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Creating Market Socialism

Author: Carolyn L. Hsu
Publisher: Duke University Press
ISBN: 0822390426
Size: 34.35 MB
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In the midst of China’s post-Mao market reforms, the old status hierarchy is collapsing. Who will determine what will take its place? In Creating Market Socialism, the sociologist Carolyn L. Hsu demonstrates the central role of ordinary people—rather than state or market elites—in creating new institutions for determining status in China. Hsu explores the emerging hierarchy, which is based on the concept of suzhi, or quality. In suzhi ideology, human capital and educational credentials are the most important measures of status and class position. Hsu reveals how, through their words and actions, ordinary citizens decide what jobs or roles within society mark individuals with suzhi, designating them “quality people.” Hsu’s ethnographic research, conducted in the city of Harbin in northwestern China, included participant observation at twenty workplaces and interviews with working adults from a range of professions. By analyzing the shared stories about status and class, jobs and careers, and aspirations and hopes that circulate among Harbiners from all walks of life, Hsu reveals the logic underlying the emerging stratification system. In the post-socialist era, Harbiners must confront a fast-changing and bewildering institutional landscape. Their collective narratives serve to create meaning and order in the midst of this confusion. Harbiners collectively agree that “intellectuals” (scientists, educators, and professionals) are the most respected within the new social order, because they contribute the most to Chinese society, whether that contribution is understood in terms of traditional morality, socialist service, or technological and economic progress. Harbiners understand human capital as an accurate measure of a person’s status. Their collective narratives about suzhi shape their career choices, judgments, and child-rearing practices, and therefore the new practices and institutions developing in post-socialist China.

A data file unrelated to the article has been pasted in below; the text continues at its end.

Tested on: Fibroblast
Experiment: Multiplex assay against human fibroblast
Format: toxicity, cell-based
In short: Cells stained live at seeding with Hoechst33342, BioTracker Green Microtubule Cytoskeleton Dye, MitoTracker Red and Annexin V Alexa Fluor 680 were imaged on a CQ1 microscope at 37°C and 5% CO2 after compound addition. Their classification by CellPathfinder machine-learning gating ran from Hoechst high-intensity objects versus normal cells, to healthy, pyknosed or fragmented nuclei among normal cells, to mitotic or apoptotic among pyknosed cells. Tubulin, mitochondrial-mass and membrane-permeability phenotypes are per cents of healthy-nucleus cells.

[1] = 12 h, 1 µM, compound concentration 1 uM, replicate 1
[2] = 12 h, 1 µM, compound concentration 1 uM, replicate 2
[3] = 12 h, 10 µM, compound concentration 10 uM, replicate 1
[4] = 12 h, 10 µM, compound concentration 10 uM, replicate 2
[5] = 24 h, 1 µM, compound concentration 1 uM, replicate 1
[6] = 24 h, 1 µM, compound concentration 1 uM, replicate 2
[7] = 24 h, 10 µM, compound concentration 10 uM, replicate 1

Fabricating Transnational Capitalism

Author: Lisa Rofel
Publisher: Duke University Press
ISBN: 1478002174
Size: 39.36 MB
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In this innovative collaborative ethnography of Italian-Chinese ventures in the fashion industry, Lisa Rofel and Sylvia J. Yanagisako offer a new methodology for studying transnational capitalism. Drawing on their respective linguistic and regional areas of expertise, Rofel and Yanagisako show how different historical legacies of capital, labor, nation, and kinship are crucial in the formation of global capitalism. Focusing on how Italian fashion is manufactured, distributed, and marketed by Italian-Chinese ventures and how their relationships have been complicated by China's emergence as a market for luxury goods, the authors illuminate the often-overlooked processes that produce transnational capitalism—including privatization, negotiation of labor value, rearrangement of accumulation, reconfiguration of kinship, and outsourcing of inequality. In so doing, Fabricating Transnational Capitalism reveals the crucial role of the state and the shifting power relations between nations in shaping the ideas and practices of the Italian and Chinese partners.